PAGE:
My boyfriend of 4 months is a White guy. I'm the first brown girl he's ever dated. AND I'm a race educator and activist. Hard 'first' I suppose.
We have a wonderful relationship that is super chill. We laugh all the time and have a really gross humour together. Because we're both older and seem to want the same things, I feel seriously invested in us.
Yesterday I spoke at a conference. After I told him some deep stuff about it, he said wanted to go to bed. I was pissed off he didn't acknowledge anything I said. We didn't cuddle for most of the night, until I decide to get over it because maybe he was just tired. We woke up cuddling and sweet. He said "I thought you were mad at me last night". I answered honestly that I was mad that he didn't acknowledge what I was saying. He got extremely nervous, borderline panic attack. He said he was 'uncomfortable' talking about race. I cuddled with him the entire time and tried my best to be empathetic. I told him I appreciate that he is trying to be cautious rather than careless, but I need some acknowledgement of my feelings. Long story short, he was completely silent for hours lying in bed (which is saying allot because usually the man doesn't shut up). Every question I asked, he responded with 'I don't know'. Then, he left. It was 10am on a Saturday morning. He didn't have anywhere to be.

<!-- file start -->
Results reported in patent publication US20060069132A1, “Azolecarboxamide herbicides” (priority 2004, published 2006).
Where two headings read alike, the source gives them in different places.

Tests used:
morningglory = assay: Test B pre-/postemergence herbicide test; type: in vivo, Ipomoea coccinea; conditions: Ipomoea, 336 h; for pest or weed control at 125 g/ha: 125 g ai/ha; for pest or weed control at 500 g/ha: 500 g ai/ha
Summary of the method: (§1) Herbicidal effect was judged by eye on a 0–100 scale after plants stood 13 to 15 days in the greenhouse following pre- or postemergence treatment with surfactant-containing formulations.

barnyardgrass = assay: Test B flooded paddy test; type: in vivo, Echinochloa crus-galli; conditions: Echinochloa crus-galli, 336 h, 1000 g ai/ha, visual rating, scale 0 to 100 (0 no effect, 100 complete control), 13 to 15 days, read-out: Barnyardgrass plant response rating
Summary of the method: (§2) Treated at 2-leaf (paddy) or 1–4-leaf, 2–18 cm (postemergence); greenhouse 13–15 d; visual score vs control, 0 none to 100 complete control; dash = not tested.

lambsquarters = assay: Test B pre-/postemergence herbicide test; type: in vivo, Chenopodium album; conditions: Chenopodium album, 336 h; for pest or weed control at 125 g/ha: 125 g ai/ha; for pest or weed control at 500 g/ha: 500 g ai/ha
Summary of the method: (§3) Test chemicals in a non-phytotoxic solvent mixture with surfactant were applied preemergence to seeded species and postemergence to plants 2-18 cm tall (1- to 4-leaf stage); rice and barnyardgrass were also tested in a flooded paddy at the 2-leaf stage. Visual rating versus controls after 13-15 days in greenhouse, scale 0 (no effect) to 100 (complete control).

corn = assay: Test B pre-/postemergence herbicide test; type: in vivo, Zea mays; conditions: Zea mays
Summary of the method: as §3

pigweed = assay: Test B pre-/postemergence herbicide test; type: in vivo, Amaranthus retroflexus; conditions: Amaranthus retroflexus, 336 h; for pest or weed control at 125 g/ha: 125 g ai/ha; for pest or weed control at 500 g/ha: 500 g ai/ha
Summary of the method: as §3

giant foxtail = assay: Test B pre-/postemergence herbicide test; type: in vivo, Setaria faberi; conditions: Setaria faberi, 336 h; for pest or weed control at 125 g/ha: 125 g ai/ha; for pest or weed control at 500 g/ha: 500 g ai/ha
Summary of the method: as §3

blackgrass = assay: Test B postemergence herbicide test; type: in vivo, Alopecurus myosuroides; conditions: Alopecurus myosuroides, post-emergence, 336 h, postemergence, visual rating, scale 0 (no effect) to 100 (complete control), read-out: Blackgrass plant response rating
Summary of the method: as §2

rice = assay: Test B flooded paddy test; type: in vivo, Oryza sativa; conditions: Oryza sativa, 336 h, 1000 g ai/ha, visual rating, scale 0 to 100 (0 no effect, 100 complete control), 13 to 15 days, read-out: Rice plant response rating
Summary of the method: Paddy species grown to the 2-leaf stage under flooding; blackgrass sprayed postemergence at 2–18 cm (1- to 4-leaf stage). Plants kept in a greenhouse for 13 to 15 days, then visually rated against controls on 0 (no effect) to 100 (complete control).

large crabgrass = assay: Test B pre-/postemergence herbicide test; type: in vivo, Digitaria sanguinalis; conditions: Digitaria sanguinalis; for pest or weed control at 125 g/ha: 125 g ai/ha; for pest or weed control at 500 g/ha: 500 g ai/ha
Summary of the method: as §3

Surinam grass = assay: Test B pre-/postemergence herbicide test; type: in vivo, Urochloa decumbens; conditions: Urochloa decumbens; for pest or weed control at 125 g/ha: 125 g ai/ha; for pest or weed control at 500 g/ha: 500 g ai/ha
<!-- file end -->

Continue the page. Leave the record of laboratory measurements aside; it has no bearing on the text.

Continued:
There was no arguing, yelling or passive aggressiveness. The conversation was full of love and cuddles, but also 'this is what I need from you'. Why is he giving me the cold shoulder? Guys, would you want space or contact?
Most Helpful Guy
White people are often taught to be careful of anything you say because it can be taken offensively, regardless of intent. Around anyone of any other race, it's often walking on eggshells. Bringing up race to a white person is tough, and a lot will just shut down because it's something that society says you can't talk about.
What you (should) know - he loves you. He is accepting of the interracial relationship. That's really all you should need to know.
Being a race activist, it's something you're comfortable with and talk about often, but just think - while someone who is of a majority race may not be able to place themselves in your shoes when it comes any struggles you may have related to race, it's just as hard for you to reverse the roles and you place yourself in the majority's shoes and realize just how much pressure political correctness puts on us because even entirely harmless things can be taken the wrong way, and a major argument will ensue. I'm sure he acknowledges your work, but it's really hard to talk about that subject because we're always told not to.4